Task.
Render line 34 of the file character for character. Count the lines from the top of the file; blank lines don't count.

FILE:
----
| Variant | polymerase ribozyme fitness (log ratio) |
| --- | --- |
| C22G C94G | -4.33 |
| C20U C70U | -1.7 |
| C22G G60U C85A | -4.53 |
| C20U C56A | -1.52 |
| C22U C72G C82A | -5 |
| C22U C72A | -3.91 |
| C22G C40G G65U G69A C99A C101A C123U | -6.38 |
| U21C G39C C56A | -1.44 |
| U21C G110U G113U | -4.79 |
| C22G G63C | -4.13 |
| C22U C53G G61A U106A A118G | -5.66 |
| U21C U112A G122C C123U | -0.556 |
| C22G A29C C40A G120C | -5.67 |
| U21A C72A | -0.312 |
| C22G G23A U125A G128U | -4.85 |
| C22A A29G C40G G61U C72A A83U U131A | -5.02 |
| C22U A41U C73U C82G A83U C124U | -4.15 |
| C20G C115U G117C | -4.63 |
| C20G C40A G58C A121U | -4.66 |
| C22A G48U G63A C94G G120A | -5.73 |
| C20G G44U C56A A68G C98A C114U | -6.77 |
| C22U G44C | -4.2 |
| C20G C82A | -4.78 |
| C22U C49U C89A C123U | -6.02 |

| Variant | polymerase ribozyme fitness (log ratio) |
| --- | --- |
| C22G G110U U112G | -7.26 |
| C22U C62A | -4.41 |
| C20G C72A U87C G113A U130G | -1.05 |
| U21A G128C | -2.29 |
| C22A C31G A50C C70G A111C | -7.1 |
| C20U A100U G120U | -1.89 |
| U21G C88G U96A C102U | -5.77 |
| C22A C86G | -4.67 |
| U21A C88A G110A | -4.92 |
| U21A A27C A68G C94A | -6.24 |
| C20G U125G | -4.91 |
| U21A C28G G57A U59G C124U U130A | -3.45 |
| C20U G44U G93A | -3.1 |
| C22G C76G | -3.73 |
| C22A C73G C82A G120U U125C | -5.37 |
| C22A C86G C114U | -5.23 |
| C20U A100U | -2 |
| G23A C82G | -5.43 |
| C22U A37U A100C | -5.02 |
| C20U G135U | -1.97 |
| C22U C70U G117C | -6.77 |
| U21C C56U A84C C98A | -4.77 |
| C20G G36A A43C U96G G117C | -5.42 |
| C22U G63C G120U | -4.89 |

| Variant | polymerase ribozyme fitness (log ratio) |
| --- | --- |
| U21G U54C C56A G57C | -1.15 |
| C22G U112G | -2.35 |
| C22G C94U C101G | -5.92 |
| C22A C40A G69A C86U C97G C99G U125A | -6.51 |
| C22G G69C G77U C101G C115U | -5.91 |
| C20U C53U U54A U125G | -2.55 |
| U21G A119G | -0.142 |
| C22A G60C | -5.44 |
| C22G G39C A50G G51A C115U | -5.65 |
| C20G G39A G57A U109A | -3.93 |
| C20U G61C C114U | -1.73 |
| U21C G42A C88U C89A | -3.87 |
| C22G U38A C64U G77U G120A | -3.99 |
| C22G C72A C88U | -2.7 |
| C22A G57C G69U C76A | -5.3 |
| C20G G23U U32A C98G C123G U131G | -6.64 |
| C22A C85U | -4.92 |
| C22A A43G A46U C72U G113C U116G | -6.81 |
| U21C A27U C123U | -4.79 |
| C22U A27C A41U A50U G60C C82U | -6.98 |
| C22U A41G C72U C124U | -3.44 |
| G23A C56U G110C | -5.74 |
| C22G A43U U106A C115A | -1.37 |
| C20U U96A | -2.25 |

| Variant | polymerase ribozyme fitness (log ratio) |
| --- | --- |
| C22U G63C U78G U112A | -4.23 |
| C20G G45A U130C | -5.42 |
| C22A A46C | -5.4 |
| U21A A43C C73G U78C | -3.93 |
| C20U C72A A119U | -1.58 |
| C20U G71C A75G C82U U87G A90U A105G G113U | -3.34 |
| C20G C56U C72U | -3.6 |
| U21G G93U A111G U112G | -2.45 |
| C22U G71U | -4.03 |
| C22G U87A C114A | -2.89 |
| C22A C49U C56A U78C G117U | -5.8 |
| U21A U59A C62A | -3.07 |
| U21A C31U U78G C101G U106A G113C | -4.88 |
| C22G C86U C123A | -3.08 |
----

| C20U A100U G120U | -1.89 |